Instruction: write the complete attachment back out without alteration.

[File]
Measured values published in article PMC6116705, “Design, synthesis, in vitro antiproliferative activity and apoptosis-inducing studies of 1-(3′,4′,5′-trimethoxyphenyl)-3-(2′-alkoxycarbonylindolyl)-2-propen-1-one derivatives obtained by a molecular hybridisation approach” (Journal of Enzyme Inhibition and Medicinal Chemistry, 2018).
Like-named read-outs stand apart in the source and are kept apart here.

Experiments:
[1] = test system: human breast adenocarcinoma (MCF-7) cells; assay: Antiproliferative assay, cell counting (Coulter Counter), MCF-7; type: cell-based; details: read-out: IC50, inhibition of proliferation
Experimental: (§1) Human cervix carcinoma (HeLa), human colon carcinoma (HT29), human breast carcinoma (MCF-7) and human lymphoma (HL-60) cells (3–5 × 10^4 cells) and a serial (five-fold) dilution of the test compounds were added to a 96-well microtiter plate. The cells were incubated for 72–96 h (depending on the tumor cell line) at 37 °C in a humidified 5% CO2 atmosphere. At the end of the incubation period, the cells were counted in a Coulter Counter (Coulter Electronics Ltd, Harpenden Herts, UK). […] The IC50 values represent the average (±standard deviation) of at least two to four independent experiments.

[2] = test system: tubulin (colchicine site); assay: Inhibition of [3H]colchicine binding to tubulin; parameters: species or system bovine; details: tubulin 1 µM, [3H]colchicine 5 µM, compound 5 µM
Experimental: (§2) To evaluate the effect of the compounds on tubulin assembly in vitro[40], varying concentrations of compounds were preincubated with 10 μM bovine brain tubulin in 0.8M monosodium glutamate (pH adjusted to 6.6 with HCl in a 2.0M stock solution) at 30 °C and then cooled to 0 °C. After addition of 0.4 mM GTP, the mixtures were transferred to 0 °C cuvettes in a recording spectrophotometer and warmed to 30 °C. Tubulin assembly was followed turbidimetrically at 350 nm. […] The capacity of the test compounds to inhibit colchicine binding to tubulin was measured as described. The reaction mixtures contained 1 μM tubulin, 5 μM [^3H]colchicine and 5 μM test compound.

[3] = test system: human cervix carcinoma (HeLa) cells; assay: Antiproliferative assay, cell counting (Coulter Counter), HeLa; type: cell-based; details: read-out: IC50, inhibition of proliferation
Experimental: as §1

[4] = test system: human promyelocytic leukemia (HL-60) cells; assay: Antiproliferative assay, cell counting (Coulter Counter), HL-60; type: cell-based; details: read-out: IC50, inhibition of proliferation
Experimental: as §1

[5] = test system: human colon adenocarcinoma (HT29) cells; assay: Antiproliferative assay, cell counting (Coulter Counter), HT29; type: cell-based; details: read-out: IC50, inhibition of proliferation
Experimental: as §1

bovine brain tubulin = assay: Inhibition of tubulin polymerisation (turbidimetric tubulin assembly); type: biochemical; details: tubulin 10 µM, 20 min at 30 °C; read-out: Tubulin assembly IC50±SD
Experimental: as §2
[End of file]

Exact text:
Measured values published in article PMC6116705, “Design, synthesis, in vitro antiproliferative activity and apoptosis-inducing studies of 1-(3′,4′,5′-trimethoxyphenyl)-3-(2′-alkoxycarbonylindolyl)-2-propen-1-one derivatives obtained by a molecular hybridisation approach” (Journal of Enzyme Inhibition and Medicinal Chemistry, 2018).
Like-named read-outs stand apart in the source and are kept apart here.

Experiments:
[1] = test system: human breast adenocarcinoma (MCF-7) cells; assay: Antiproliferative assay, cell counting (Coulter Counter), MCF-7; type: cell-based; details: read-out: IC50, inhibition of proliferation
Experimental: (§1) Human cervix carcinoma (HeLa), human colon carcinoma (HT29), human breast carcinoma (MCF-7) and human lymphoma (HL-60) cells (3–5 × 10^4 cells) and a serial (five-fold) dilution of the test compounds were added to a 96-well microtiter plate. The cells were incubated for 72–96 h (depending on the tumor cell line) at 37 °C in a humidified 5% CO2 atmosphere. At the end of the incubation period, the cells were counted in a Coulter Counter (Coulter Electronics Ltd, Harpenden Herts, UK). […] The IC50 values represent the average (±standard deviation) of at least two to four independent experiments.

[2] = test system: tubulin (colchicine site); assay: Inhibition of [3H]colchicine binding to tubulin; parameters: species or system bovine; details: tubulin 1 µM, [3H]colchicine 5 µM, compound 5 µM
Experimental: (§2) To evaluate the effect of the compounds on tubulin assembly in vitro[40], varying concentrations of compounds were preincubated with 10 μM bovine brain tubulin in 0.8M monosodium glutamate (pH adjusted to 6.6 with HCl in a 2.0M stock solution) at 30 °C and then cooled to 0 °C. After addition of 0.4 mM GTP, the mixtures were transferred to 0 °C cuvettes in a recording spectrophotometer and warmed to 30 °C. Tubulin assembly was followed turbidimetrically at 350 nm. […] The capacity of the test compounds to inhibit colchicine binding to tubulin was measured as described. The reaction mixtures contained 1 μM tubulin, 5 μM [^3H]colchicine and 5 μM test compound.

[3] = test system: human cervix carcinoma (HeLa) cells; assay: Antiproliferative assay, cell counting (Coulter Counter), HeLa; type: cell-based; details: read-out: IC50, inhibition of proliferation
Experimental: as §1

[4] = test system: human promyelocytic leukemia (HL-60) cells; assay: Antiproliferative assay, cell counting (Coulter Counter), HL-60; type: cell-based; details: read-out: IC50, inhibition of proliferation
Experimental: as §1

[5] = test system: human colon adenocarcinoma (HT29) cells; assay: Antiproliferative assay, cell counting (Coulter Counter), HT29; type: cell-based; details: read-out: IC50, inhibition of proliferation
Experimental: as §1

bovine brain tubulin = assay: Inhibition of tubulin polymerisation (turbidimetric tubulin assembly); type: biochemical; details: tubulin 10 µM, 20 min at 30 °C; read-out: Tubulin assembly IC50±SD
Experimental: as §2